# In the chapter, we argue that the payoff to the United States is 210 when (either type) Soviets defy

In the chapter, we argue that the payoff to the United

States is 210 when (either type) Soviets defy the U.S. threat; these payoffs

are illustrated in Figure 14.3. Suppose now that this payoff is in fact 212

rather than 210.

(a) Incorporate this change in payoff into a game tree

similar to the one in Figure 14.4.

(b) Using the payoffs from your game tree in part (a),

find the effectiveness condition for this version of the U.S.–USSR brinkmanship

game.

(c) Using the payoffs from part (a), find the acceptability

condition for this game.

(d) Draw a diagram similar to that in Figure 14.5,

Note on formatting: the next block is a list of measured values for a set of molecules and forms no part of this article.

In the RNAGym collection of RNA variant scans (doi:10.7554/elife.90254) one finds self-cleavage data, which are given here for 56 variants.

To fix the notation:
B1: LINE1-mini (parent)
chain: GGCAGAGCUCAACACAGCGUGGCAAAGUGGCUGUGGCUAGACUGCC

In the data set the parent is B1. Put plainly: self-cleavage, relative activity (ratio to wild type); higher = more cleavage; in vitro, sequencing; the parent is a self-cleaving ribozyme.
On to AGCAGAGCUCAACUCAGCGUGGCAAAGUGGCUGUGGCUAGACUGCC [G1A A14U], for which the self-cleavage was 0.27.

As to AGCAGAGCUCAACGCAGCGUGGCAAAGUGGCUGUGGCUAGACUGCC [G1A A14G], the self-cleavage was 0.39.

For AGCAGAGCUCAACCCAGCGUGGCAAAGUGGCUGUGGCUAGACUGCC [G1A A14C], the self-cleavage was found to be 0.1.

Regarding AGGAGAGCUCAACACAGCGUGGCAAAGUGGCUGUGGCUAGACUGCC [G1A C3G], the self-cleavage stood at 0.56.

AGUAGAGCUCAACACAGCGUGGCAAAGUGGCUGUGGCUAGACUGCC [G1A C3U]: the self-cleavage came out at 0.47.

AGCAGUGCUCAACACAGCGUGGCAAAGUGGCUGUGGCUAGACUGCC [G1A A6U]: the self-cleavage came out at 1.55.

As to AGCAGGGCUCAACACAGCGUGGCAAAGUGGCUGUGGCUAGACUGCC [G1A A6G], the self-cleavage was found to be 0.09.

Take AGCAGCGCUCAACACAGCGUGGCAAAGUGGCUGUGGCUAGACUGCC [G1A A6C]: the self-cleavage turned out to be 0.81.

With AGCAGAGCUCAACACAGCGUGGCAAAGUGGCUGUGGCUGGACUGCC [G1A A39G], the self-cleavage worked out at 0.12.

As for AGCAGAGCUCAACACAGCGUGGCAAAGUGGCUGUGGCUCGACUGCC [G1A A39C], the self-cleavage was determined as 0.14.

illustrating the effectiveness and acceptability conditions found in parts (b)

and (c).

(e) For what values of p, the probability that the

Soviets are hard-line, is the pure threat (q – 1) acceptable? For what values

of p is the pure threat unacceptable but brinkmanship still possible?

(f) If Kennedy was correct in believing that p lay

between 13 and 12, does your analysis of this version of the game suggest that

an effective and acceptable probabilistic threat existed? Use this example to

explain how a game theorist’s assumptions about player payoffs can have a major

effect on the predictions that arise from the theoretical model.